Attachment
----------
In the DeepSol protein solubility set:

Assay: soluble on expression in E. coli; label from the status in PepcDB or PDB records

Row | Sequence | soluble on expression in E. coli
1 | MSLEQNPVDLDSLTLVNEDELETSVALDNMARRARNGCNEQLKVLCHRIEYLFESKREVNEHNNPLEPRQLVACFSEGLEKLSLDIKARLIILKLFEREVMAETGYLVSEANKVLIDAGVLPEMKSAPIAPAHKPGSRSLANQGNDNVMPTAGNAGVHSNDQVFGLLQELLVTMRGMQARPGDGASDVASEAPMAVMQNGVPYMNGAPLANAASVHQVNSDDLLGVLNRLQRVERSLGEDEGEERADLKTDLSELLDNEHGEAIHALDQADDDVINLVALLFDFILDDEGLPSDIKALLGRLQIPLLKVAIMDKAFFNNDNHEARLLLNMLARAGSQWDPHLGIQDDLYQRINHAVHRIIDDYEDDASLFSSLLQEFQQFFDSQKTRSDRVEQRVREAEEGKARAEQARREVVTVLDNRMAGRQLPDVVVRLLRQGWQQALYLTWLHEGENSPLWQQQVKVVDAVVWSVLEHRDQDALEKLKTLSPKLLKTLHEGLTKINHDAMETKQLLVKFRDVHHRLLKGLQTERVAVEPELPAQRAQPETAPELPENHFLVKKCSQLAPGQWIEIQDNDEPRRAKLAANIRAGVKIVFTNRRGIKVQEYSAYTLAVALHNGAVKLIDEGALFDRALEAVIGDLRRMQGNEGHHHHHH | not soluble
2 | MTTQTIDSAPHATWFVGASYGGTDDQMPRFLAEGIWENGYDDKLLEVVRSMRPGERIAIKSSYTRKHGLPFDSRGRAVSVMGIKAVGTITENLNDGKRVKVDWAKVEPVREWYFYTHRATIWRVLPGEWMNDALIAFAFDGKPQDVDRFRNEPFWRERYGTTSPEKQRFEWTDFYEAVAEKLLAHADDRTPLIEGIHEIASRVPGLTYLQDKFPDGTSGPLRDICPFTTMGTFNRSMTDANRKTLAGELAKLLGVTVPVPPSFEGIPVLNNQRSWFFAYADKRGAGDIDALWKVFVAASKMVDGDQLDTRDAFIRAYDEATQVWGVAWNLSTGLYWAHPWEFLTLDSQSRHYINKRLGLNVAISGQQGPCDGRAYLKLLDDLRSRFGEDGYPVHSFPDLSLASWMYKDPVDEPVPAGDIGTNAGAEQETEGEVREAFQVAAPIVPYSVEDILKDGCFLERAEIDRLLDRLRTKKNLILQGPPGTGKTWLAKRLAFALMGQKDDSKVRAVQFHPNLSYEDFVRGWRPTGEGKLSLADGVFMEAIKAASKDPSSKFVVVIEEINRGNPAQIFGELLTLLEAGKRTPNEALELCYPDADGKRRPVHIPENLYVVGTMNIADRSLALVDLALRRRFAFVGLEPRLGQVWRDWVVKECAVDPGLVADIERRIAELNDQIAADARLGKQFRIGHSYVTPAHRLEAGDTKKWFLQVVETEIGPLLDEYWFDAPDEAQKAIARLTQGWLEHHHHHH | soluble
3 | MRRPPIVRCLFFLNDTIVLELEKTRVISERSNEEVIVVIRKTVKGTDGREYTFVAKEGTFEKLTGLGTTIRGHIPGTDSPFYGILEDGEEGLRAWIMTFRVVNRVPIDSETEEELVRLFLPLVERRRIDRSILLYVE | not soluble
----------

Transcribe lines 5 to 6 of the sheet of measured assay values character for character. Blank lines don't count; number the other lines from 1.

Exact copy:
2 | MTTQTIDSAPHATWFVGASYGGTDDQMPRFLAEGIWENGYDDKLLEVVRSMRPGERIAIKSSYTRKHGLPFDSRGRAVSVMGIKAVGTITENLNDGKRVKVDWAKVEPVREWYFYTHRATIWRVLPGEWMNDALIAFAFDGKPQDVDRFRNEPFWRERYGTTSPEKQRFEWTDFYEAVAEKLLAHADDRTPLIEGIHEIASRVPGLTYLQDKFPDGTSGPLRDICPFTTMGTFNRSMTDANRKTLAGELAKLLGVTVPVPPSFEGIPVLNNQRSWFFAYADKRGAGDIDALWKVFVAASKMVDGDQLDTRDAFIRAYDEATQVWGVAWNLSTGLYWAHPWEFLTLDSQSRHYINKRLGLNVAISGQQGPCDGRAYLKLLDDLRSRFGEDGYPVHSFPDLSLASWMYKDPVDEPVPAGDIGTNAGAEQETEGEVREAFQVAAPIVPYSVEDILKDGCFLERAEIDRLLDRLRTKKNLILQGPPGTGKTWLAKRLAFALMGQKDDSKVRAVQFHPNLSYEDFVRGWRPTGEGKLSLADGVFMEAIKAASKDPSSKFVVVIEEINRGNPAQIFGELLTLLEAGKRTPNEALELCYPDADGKRRPVHIPENLYVVGTMNIADRSLALVDLALRRRFAFVGLEPRLGQVWRDWVVKECAVDPGLVADIERRIAELNDQIAADARLGKQFRIGHSYVTPAHRLEAGDTKKWFLQVVETEIGPLLDEYWFDAPDEAQKAIARLTQGWLEHHHHHH | soluble
3 | MRRPPIVRCLFFLNDTIVLELEKTRVISERSNEEVIVVIRKTVKGTDGREYTFVAKEGTFEKLTGLGTTIRGHIPGTDSPFYGILEDGEEGLRAWIMTFRVVNRVPIDSETEEELVRLFLPLVERRRIDRSILLYVE | not soluble